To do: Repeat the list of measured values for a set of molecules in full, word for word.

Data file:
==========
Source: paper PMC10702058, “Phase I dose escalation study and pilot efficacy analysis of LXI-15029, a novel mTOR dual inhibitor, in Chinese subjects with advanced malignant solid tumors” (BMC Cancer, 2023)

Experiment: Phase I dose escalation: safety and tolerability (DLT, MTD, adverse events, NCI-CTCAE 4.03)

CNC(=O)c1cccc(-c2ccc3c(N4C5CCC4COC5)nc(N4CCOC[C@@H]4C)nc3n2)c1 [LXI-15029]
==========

Source: paper PMC10702058, “Phase I dose escalation study and pilot efficacy analysis of LXI-15029, a novel mTOR dual inhibitor, in Chinese subjects with advanced malignant solid tumors” (BMC Cancer, 2023)

Experiment: Phase I dose escalation: safety and tolerability (DLT, MTD, adverse events, NCI-CTCAE 4.03)

CNC(=O)c1cccc(-c2ccc3c(N4C5CCC4COC5)nc(N4CCOC[C@@H]4C)nc3n2)c1 [LXI-15029]